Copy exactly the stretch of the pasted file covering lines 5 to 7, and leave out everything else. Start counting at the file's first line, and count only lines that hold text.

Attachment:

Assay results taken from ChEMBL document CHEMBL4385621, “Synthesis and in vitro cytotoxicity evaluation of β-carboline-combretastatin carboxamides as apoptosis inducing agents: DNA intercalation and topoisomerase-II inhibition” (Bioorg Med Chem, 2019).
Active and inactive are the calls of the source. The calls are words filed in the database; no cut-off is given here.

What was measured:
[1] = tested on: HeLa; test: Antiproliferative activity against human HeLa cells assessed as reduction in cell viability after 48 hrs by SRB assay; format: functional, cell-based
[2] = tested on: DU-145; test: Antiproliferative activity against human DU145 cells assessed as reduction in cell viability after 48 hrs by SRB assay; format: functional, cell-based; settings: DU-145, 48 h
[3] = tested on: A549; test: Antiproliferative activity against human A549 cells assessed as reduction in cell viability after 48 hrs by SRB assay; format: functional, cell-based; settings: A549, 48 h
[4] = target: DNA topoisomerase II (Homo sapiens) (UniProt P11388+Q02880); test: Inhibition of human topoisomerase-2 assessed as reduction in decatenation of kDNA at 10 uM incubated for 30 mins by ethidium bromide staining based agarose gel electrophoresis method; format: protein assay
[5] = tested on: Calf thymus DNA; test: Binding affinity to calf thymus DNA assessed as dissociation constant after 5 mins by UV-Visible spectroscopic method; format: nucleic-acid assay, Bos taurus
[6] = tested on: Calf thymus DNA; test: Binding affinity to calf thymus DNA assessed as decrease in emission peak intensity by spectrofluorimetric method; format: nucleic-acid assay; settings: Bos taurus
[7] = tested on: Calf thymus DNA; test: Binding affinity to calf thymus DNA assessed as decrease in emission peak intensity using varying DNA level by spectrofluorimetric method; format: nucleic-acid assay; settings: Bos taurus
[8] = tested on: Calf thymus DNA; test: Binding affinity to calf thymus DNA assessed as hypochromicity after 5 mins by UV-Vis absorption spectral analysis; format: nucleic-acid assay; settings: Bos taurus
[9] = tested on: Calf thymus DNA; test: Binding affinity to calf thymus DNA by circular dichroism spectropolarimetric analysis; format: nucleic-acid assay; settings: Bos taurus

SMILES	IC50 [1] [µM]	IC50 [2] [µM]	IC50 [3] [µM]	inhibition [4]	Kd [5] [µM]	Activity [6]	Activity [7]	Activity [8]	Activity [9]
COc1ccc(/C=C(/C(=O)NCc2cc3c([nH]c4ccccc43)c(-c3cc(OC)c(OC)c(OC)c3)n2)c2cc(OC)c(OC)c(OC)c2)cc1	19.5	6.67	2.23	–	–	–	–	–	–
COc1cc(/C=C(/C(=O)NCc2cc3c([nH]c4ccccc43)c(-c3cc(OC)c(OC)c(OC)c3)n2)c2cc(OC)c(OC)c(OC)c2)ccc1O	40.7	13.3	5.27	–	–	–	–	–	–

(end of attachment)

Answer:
[2] = tested on: DU-145; test: Antiproliferative activity against human DU145 cells assessed as reduction in cell viability after 48 hrs by SRB assay; format: functional, cell-based; settings: DU-145, 48 h
[3] = tested on: A549; test: Antiproliferative activity against human A549 cells assessed as reduction in cell viability after 48 hrs by SRB assay; format: functional, cell-based; settings: A549, 48 h
[4] = target: DNA topoisomerase II (Homo sapiens) (UniProt P11388+Q02880); test: Inhibition of human topoisomerase-2 assessed as reduction in decatenation of kDNA at 10 uM incubated for 30 mins by ethidium bromide staining based agarose gel electrophoresis method; format: protein assay